So does parental hovering hurt employers?
CareerBuilder.com had this to say (“Helicopter Parents on the Job Search” Patrick Erwin):
Eileen Habelow is a regional vice president and director for the staffing firm Randstad USA. She’s also had some eye- opening experiences with the parents of young job seekers. Habelow remembers one candidate who seemed ideal in many ways — except one.
“During the interview process, the candidate continuously referenced her parents, their roles in her search, their support in evaluating us as an employer and a financially stable company, and their advice on how she should negotiate the employment deal, Habelow recalls.
That level of parental involvement raised some red flags. She was a very sharp candidate: polished, smart, well-educated and confident. However, the constant reference to mom and dad was a definite turnoff, Habelow states. The company hired the candidate, but Habelow soon regretted that decision. After three months she let us know that her parents agreed that maybe this was not the best fit after all. I will trust my instincts next time.
I bet she will. Ms. Habelow and her company just wasted HOW much time and money on this infantile employee? This sharp, polished, smart, well-educated and confident young lady would probably be an excellent candidate — once Mom and Dad stop knocking the legs out from under her.
In Ms. Armours report for USA Today she found that
Too much parental involvement can backfire: Employers may shy away from job candidates because they don’t want to deal with parents. Psychologically, it’s somewhat eroding. When an employer is hiring someone, they’re hiring an adult for an adult job, and then they have to deal with a parent, says Charles Wardell in New York, the managing director and head of the northeast region at Korn/Ferry. There comes a time when you’ve prepared children, and you need to let go.”
Ms. Weiss from Forbes learned that
“Parents have been very involved in managing their son or daughter’s lives,” says Melanie Parker, executive director of career services at the University of Central Florida in Orlando. They’re the most managed generation in history. Parents think they’re helping their son or daughter but there are consequences.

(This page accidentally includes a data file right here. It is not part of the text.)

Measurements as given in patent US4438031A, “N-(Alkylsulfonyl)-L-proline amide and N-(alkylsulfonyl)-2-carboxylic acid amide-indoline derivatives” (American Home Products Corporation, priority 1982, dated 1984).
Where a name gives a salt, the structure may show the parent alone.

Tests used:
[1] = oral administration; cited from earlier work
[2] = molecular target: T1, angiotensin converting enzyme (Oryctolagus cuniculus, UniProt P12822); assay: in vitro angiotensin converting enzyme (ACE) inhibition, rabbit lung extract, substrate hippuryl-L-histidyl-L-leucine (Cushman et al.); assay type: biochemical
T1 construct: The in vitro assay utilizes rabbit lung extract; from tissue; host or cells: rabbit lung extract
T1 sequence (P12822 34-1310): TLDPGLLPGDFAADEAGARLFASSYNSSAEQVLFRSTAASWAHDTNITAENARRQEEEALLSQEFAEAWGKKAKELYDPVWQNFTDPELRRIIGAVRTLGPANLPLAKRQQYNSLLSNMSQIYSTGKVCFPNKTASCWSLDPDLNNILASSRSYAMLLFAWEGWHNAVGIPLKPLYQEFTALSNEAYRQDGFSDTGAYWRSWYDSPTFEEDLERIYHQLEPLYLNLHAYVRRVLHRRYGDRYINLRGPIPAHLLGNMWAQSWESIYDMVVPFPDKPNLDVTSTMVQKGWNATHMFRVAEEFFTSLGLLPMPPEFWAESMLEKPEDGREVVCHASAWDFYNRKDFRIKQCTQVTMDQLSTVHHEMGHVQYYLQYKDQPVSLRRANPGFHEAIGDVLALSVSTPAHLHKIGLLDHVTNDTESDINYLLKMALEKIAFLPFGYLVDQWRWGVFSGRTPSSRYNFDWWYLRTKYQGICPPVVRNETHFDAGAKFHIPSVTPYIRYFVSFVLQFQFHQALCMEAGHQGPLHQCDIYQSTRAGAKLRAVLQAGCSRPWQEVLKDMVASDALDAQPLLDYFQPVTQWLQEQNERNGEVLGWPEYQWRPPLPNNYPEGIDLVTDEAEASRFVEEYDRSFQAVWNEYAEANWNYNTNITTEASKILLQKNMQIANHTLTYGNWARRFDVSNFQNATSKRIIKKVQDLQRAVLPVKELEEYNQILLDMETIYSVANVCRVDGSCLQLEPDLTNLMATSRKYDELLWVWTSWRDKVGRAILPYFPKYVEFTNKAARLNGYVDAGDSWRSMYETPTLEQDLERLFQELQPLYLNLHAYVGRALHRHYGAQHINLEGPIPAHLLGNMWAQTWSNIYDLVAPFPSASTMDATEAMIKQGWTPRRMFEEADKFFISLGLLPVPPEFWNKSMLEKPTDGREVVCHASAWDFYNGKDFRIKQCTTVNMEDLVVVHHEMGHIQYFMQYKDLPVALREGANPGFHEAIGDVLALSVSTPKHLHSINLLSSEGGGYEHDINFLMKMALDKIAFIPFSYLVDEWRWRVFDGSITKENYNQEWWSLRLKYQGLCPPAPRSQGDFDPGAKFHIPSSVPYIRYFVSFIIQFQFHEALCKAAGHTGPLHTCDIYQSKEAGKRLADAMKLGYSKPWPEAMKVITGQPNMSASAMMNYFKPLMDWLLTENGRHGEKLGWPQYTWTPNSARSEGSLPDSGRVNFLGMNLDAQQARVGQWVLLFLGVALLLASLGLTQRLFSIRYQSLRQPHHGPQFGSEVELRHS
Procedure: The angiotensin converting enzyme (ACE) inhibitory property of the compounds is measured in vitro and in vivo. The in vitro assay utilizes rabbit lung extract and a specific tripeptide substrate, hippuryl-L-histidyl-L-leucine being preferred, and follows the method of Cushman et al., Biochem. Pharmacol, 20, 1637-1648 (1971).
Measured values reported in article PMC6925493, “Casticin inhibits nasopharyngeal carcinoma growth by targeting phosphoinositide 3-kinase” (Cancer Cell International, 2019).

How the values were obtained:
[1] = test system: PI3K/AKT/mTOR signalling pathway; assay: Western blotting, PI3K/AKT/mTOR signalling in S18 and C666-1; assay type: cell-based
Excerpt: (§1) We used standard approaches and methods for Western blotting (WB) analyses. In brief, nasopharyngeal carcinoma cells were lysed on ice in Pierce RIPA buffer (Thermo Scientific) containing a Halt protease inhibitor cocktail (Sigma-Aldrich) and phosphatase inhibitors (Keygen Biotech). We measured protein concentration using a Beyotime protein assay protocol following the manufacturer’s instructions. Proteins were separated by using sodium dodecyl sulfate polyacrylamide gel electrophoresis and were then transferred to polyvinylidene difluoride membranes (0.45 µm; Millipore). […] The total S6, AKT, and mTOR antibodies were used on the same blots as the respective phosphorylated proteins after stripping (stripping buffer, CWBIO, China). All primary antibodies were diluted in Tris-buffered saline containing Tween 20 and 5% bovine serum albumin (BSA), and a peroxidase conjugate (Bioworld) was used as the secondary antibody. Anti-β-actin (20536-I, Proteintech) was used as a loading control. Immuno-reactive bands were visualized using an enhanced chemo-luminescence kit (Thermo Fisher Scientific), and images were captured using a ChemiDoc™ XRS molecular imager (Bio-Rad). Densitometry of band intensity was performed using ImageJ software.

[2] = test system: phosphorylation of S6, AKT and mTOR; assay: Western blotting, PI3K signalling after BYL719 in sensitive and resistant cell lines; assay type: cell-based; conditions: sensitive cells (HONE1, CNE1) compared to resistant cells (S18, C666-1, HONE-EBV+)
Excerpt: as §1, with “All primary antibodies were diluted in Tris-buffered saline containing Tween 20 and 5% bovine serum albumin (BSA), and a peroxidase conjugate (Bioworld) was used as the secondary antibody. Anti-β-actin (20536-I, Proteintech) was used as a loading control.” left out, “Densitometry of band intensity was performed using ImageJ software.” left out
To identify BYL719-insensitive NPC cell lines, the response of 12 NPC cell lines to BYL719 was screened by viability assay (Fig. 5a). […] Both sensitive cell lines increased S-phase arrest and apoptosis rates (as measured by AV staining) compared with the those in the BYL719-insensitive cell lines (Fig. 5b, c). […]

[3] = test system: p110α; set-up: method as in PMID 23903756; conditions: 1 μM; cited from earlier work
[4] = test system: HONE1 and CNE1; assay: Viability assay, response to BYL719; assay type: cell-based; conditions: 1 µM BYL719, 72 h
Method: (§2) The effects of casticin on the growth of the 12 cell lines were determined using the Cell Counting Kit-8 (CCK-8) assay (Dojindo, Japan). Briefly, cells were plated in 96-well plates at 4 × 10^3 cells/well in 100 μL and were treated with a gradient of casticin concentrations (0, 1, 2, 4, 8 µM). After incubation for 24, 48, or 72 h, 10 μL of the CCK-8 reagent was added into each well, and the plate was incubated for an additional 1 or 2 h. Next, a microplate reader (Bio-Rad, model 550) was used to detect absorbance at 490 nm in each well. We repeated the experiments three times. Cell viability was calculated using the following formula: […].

At some point they’ll have to be more independent, but that breakaway will occur later than in past generations. Parker received several requests from parents to get their own university ID cards so they can have easy access to the career center to take care of their child’s business. Parker denies all of those requests.
Jonathan Klick, a Professor of Law at the University of Pennsylvania, writes (“The Dangers of Letting Someone Else Decide“):
The more we protect individuals from making decisions (good or bad), the less willing they will be to invest in decisionmaking capacities. A few years ago, I was bemused when I spoke at an orientation session for new law students, finding that a third of the room was filled with their parents. This feeling eventually turned to despair when I discovered this is a fairly ubiquitous phenomenon. By coddling their children, it seems, todays helicopter parents have actually stunted their childrens development. You may think I am exaggerating the costs of this, but there is at least some evidence of this coddling leading to negative long term consequences.
Finally, this gem from Forbes:
“That’s exactly how Carmen (R) feels about her daughter. A junior at Gonzaga University in Washington State, (her daughter) is in the middle of an internship hunt and is getting plenty of help from her mom, who’s developed an Excel spreadsheet to track contacts, is ready to accompany her on job interviews and write follow-up letters. Says (Ms. R), ‘I’m monitoring my investment.'”
Put a fork in me, I’m done.
YOUR TURN: You’ve heard my thoughts on the subject, what are yours? Do you have any stories to share?